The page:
PBC urges protocols for EDI should be agreed with all main trading partners
Pakistan Business Council has urged the government that protocols for Electronic Data Interchange should be agreed with all the main trading partners to stop an estimated annual under-invoicing of $5 billion.
Pakistan Business Council wrote a letter to Finance Minister Asad Umar proposing several reforms to revive the sagging industry and need immediate attention to improve fiscal position which would ultimately help country increase exports, revenue collection and tax base. The letter said that a comprehensive review of import valuations is necessary to stem misuse and under-invoicing. Import duty at the higher value, weight, volume or quantity should apply.
There should be no easy ways out that favor commercial importers at the expense of manufacturers. The letter further said that cascading tariffs are vital for promoting local value addition by the manufacturing sector. Raw materials not available locally should attract the lowest tariffs and finished goods produced in Pakistan, the highest to encourage import substitution.
Regulatory duty should not be levied on raw materials and intermediate used for manufacturing in Pakistan, especially when there is no regulatory duty on finished goods. Regarding tax regime, the Council said that the penal tax rates applicable to non-filers are not substantially higher than for filers.
A margin of 3:1 should at a minimum apply to encourage more to join the tax base. The federal and provincial governments need urgently to address the fragmentation and complexity arising from multiple taxes. Unification of taxes, digitization and centralization of tax collection and simplification of returns will help bring down the cost and make it easier to do business.
The export sectors especially textiles are facing cash flow issues, on account of delayed refunds, especially of sales tax. It is requested that at the minimum, the “five” export sectors be moved to ‘zero rating’ to ensure that the export sectors don’t feel a cash-flow crunch on account of delayed refunds.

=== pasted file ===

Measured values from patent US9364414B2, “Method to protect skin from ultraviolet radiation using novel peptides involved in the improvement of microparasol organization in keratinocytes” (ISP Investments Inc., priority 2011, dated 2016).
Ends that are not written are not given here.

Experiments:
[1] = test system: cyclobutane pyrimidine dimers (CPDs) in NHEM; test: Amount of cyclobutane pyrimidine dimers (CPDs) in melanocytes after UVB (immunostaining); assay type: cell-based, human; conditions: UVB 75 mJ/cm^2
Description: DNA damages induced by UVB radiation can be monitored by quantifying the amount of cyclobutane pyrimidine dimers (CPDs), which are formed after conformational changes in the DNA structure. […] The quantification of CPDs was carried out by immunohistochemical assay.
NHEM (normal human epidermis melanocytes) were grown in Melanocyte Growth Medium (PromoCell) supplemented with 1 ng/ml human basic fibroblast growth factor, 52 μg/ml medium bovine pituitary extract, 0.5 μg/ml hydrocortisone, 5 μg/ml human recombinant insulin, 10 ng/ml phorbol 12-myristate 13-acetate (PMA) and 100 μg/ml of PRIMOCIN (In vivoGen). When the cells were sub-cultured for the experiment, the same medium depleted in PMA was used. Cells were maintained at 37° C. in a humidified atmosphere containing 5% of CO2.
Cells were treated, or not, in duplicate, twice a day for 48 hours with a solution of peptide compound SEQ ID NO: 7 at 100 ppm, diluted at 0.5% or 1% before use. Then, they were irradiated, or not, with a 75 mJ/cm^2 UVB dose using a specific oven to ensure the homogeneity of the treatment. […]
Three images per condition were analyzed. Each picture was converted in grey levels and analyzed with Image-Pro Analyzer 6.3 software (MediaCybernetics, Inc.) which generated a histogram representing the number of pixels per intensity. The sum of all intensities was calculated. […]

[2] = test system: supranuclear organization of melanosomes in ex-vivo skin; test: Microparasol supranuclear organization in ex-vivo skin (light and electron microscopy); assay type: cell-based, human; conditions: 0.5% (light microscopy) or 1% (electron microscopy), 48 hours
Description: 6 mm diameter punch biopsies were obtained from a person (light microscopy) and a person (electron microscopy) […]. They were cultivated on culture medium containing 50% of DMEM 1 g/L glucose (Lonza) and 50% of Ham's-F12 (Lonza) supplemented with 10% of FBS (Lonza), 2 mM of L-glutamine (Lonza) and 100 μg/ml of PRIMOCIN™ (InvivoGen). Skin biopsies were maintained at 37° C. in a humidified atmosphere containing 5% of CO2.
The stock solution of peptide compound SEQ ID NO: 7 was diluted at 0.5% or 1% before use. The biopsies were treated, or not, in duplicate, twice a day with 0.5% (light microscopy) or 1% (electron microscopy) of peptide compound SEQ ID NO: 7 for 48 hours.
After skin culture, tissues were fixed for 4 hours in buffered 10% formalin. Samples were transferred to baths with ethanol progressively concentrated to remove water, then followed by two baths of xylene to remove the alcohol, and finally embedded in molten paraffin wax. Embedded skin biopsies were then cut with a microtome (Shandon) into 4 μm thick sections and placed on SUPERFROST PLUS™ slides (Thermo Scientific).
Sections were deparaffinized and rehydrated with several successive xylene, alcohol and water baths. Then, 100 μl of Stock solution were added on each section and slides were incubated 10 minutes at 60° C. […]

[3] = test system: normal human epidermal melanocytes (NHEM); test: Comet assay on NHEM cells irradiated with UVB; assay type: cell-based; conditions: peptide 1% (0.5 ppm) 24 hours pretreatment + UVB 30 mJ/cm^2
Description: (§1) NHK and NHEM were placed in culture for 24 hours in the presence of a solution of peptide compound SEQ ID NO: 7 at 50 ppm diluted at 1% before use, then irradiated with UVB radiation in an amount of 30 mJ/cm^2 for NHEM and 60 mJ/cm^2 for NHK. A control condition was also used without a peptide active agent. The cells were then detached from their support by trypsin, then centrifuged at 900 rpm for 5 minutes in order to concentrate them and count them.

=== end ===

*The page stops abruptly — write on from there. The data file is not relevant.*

Automation of rebate credits to coincide with realization of export proceeds will also help. The letter further pointed out that the concept of Group taxation was introduced in Pakistan on the basis of a detailed study carried out by the “Task force for the review of Law relating to Holding Companies”, constituted by the then Central Board of Revenue in 2006 and which included representatives of the Securities and Exchange Commission of Pakistan, Institute of Chartered Accountants of Pakistan, Central Board of Revenue and Pakistan Business Council.
The recommendations of the Task Force were duly incorporated through the Finance Act 2007. This was an important initiative for Pakistan’s taxation system and economy, aimed at streamlining the group ownership structures and discouraging the complicated cross-company ownership to make the corporate sector internationally transparent and competitive.
It has helped in promoting documentation, fostering corporatization, allowed corporate entities to grow into conglomerates and minority shareholders participate. The implementation of the Task Force recommendations prompted considerable structural changes are groups formed holding companies, stepped up investment, created employment and offered opportunities to outside investors to participate in listed subsidiaries of well-run groups.
This has also resulted in the broadening of the capital market and let to substantial in tax revenues, Pakistan Business Council concluded.